El-Branden Brazil

Photographer, Writer & Mystic Traveller

About

El-Branden Brazil is a Brit, who has resided in Tokyo, Japan, for 24 years. He is a gifted photographer, whose work has won accolades at the International Photography Awards, as well as first place in the 2010 Asia Foundation photography contest. He also won the first prize in the Tokyo Weekender’s 40th. Anniversary contest. Most recently, he won third prize in the prestigious international competition, the PX3 – Prix de la Photographie Paris, in 2015. His work has been published and shown around the world, including Berlin, LA, Paris, London and Tokyo. He is also a Getty contributor.

As a photojournalist, he has covered major news events, and in particular, spent many years documenting the ongoing struggle of the Burmese people in and out of Burma, including the by-election of 2012. He also covered the Red Shirts’ protests in Bangkok, as well as the tsunami disasters in both India and Japan. His work as a photojournalist can also be viewed at:

https://www.flickr.com/photos/themystictraveller/.

He is a very versatile artist, who is comfortable working in all environments. El-Branden has covered many large private and public events, such as the Australia Vs. New Zealand Rugby game in Tokyo, in 2010, as well as many charity events, parties, balls and auctions.

As previously mentioned, he has a passion for Burma and its people, and is a determined Free Burma activist. He cares very much about refugee rights, and campaigns continuously. His work as both a photographer and an activist were covered in the Japan Times, as well as Eurobiz Magazine and Unearthing Asia Magazine.

His life is driven by a passion for mysticism. He particularly adores Buddhism, and practices Zen regularly. His travels across the globe have allowed him to witness and partake in a myriad of sacred rituals.

Third Prize Winner of PX3 2015

 

12 Responses to “About”

  1. Jeni Grose

    Hi there,

    I am writing my degree dissertation on body modification and different aspects of the subject, and one chapter is about Padaung women and the brass coils around their necks.

    I came across one of your photographs in ‘Colour portraits’ with a young women with these brass coils and was wondering if I may use this photograph as a reference in my dissertation please?

    You would be fully referenced so people would know it was your photograph, and it is simply for an academic essay – it is not going to be published or used commercially.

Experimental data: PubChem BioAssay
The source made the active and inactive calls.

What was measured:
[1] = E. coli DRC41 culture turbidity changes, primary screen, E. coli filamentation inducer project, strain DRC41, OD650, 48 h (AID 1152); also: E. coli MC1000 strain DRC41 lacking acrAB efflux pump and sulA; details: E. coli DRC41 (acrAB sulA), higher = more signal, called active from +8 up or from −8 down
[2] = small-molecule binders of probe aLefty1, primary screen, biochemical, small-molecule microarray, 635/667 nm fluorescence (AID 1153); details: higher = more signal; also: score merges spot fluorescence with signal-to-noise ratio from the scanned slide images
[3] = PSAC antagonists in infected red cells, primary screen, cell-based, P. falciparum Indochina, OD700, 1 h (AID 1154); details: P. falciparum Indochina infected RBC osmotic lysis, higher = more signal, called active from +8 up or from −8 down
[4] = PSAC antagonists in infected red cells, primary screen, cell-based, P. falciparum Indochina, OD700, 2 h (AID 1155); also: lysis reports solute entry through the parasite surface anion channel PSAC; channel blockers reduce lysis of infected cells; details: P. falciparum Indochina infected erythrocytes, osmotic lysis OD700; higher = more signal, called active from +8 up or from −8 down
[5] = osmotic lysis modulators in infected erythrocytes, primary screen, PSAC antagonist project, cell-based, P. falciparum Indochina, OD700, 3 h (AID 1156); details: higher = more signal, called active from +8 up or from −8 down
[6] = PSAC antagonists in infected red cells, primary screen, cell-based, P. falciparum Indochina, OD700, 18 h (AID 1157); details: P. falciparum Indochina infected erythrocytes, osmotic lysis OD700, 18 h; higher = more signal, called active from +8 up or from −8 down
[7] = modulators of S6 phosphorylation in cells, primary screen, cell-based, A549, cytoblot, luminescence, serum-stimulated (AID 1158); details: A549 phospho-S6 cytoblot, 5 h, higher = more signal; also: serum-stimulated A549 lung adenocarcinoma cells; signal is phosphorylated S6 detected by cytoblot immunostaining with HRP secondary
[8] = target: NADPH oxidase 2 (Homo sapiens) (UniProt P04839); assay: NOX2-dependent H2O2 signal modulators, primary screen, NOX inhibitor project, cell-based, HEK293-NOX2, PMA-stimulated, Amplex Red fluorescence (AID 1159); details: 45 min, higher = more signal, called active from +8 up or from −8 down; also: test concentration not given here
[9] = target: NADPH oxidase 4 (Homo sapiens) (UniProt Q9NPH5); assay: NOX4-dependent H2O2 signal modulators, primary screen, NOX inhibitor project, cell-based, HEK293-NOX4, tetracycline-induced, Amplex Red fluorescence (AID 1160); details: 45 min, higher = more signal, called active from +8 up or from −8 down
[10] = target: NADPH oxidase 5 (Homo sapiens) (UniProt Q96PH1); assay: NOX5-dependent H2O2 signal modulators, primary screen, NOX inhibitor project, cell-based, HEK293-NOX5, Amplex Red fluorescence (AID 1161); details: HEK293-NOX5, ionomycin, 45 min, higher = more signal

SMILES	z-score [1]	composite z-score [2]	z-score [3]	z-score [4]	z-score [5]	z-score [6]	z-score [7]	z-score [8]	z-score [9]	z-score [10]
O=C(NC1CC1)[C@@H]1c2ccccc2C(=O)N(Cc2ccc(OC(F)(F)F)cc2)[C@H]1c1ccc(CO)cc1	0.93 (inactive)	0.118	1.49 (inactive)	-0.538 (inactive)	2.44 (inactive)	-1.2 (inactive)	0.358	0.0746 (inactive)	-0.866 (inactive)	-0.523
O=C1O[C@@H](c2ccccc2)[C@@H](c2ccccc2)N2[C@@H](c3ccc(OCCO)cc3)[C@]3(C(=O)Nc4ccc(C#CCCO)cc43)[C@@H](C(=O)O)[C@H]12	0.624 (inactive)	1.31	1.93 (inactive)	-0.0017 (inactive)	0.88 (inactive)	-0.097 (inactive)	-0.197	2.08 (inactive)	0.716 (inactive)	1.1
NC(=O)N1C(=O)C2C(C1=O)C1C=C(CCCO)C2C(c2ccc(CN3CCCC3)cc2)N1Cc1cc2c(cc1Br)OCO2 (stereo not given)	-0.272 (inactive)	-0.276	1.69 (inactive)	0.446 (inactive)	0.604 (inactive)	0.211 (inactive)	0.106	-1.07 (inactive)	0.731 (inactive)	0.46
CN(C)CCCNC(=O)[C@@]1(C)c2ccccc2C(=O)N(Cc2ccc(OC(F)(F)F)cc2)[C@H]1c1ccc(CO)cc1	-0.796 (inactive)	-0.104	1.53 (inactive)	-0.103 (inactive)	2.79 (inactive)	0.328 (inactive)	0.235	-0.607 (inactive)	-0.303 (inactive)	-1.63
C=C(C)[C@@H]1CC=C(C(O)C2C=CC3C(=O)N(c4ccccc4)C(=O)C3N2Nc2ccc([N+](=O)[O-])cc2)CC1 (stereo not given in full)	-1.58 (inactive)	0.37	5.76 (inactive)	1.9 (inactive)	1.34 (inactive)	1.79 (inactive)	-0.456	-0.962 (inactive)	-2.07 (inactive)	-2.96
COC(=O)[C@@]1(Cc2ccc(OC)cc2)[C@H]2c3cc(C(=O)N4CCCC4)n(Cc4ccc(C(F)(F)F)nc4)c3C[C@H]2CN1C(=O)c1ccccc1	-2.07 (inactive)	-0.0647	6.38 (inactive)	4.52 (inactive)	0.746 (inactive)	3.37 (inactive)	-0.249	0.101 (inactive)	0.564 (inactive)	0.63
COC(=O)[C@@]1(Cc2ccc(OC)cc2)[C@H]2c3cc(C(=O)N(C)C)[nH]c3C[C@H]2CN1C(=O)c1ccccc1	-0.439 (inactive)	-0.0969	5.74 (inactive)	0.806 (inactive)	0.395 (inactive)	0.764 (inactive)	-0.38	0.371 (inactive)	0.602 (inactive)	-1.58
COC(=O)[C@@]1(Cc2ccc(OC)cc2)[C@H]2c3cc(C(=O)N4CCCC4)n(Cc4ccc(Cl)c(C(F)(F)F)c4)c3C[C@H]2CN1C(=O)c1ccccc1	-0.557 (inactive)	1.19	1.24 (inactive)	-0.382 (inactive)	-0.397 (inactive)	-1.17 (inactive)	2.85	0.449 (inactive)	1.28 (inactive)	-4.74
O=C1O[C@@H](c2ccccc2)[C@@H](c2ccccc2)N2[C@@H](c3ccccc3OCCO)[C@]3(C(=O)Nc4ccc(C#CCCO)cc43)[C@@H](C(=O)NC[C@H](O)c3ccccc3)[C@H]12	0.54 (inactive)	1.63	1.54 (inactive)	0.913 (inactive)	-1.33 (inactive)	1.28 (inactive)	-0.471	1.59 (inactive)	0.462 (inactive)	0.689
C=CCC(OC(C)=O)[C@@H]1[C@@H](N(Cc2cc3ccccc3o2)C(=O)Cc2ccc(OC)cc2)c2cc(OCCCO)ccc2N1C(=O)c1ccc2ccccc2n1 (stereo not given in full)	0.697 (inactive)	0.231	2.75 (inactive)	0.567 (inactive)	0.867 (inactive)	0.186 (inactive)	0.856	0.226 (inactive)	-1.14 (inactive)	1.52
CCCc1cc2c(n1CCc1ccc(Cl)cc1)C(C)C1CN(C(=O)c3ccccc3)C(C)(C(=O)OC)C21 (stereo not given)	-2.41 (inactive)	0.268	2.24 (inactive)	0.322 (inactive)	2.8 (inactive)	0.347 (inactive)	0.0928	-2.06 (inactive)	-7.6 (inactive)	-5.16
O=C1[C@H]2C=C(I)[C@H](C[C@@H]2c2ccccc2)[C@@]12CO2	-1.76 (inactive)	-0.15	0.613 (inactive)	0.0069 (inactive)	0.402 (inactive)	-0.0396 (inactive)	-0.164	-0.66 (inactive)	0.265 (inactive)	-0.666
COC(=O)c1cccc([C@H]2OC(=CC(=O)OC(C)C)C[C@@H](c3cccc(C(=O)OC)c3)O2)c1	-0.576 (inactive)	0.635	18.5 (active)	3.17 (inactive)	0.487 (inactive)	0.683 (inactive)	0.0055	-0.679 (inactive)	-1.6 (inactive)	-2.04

I would sincerely appreciate your permission – Please get in touch.

    Kind regards,
    Jeni

    Reply
  2. Janis Phelps

    Hello, El-Brandon: My deepest gratitude for your work in the world and especially for bringing Zen Master Jinen to awaken us. I was profoundly moved by What is Truth? Will there be more youtube videos from you and Master Jinen? How may I contact him? Kind regards, Janis

    Reply
  3. The Planet Online

    Greetings, El-Branden Brazil
    We are an emerging T-shirt company named Planet Apparel, LLC, in Santa Ana, California.
    While searching Flickr for an image of Mount Fuji, we found yours to be exceptional.
    With your permission, we would like to print your photo on our line of T-shirts.
    Here is a link to the specific image.
    Mount Fuji Above Clouds
    If there are any terms you would like to discuss, please feel free to contact us at
    theplanetonlinemail@gmail.com

    Thank You, we look forward to hearing from you.
    -Alex Slayden, Manager
    Planet Apparel, LLC
    Theplanetonline.org

    Reply
  4. creerunner

    I finally took some time to visit your site and I am deeply moved by your passionate eye for the struggles around you. Your images have soul and few photographers I know have the ability to see that through the lens of a camera. Most photographers to not shoot with there souls either. Carry on my friend, the western world needs you, so that they understand that the rest of the world does not evolve around them…ekosi

    Reply